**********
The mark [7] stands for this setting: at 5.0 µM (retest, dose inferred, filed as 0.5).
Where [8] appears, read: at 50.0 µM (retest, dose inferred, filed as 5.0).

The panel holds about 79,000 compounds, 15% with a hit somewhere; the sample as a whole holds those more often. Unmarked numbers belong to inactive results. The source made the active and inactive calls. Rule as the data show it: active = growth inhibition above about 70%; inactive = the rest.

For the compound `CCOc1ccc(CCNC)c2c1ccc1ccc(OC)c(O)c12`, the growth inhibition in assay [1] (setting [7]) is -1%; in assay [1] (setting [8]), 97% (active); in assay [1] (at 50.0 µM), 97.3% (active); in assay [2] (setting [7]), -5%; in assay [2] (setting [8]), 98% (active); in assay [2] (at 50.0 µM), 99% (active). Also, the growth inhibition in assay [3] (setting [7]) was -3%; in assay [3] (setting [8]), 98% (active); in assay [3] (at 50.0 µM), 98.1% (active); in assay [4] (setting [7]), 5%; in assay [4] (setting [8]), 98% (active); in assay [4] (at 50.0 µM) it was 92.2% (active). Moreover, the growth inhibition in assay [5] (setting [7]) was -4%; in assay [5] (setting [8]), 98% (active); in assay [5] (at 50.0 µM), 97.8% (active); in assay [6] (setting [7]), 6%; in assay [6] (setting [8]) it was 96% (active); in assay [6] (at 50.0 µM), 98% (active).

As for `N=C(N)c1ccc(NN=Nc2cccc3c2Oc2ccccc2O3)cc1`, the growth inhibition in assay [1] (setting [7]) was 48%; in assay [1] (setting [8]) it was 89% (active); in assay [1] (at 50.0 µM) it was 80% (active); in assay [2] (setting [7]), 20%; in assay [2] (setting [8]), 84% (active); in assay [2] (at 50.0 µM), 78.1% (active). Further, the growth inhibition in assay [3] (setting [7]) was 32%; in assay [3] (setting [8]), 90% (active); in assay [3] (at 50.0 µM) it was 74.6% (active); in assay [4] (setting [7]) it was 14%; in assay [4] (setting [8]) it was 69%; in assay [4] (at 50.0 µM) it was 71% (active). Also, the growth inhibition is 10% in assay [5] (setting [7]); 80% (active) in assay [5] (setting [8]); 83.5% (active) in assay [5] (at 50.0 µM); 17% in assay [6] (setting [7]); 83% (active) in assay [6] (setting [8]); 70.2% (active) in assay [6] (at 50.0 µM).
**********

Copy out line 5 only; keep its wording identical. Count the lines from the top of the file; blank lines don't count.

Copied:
As for `N=C(N)c1ccc(NN=Nc2cccc3c2Oc2ccccc2O3)cc1`, the growth inhibition in assay [1] (setting [7]) was 48%; in assay [1] (setting [8]) it was 89% (active); in assay [1] (at 50.0 µM) it was 80% (active); in assay [2] (setting [7]), 20%; in assay [2] (setting [8]), 84% (active); in assay [2] (at 50.0 µM), 78.1% (active). Further, the growth inhibition in assay [3] (setting [7]) was 32%; in assay [3] (setting [8]), 90% (active); in assay [3] (at 50.0 µM) it was 74.6% (active); in assay [4] (setting [7]) it was 14%; in assay [4] (setting [8]) it was 69%; in assay [4] (at 50.0 µM) it was 71% (active). Also, the growth inhibition is 10% in assay [5] (setting [7]); 80% (active) in assay [5] (setting [8]); 83.5% (active) in assay [5] (at 50.0 µM); 17% in assay [6] (setting [7]); 83% (active) in assay [6] (setting [8]); 70.2% (active) in assay [6] (at 50.0 µM).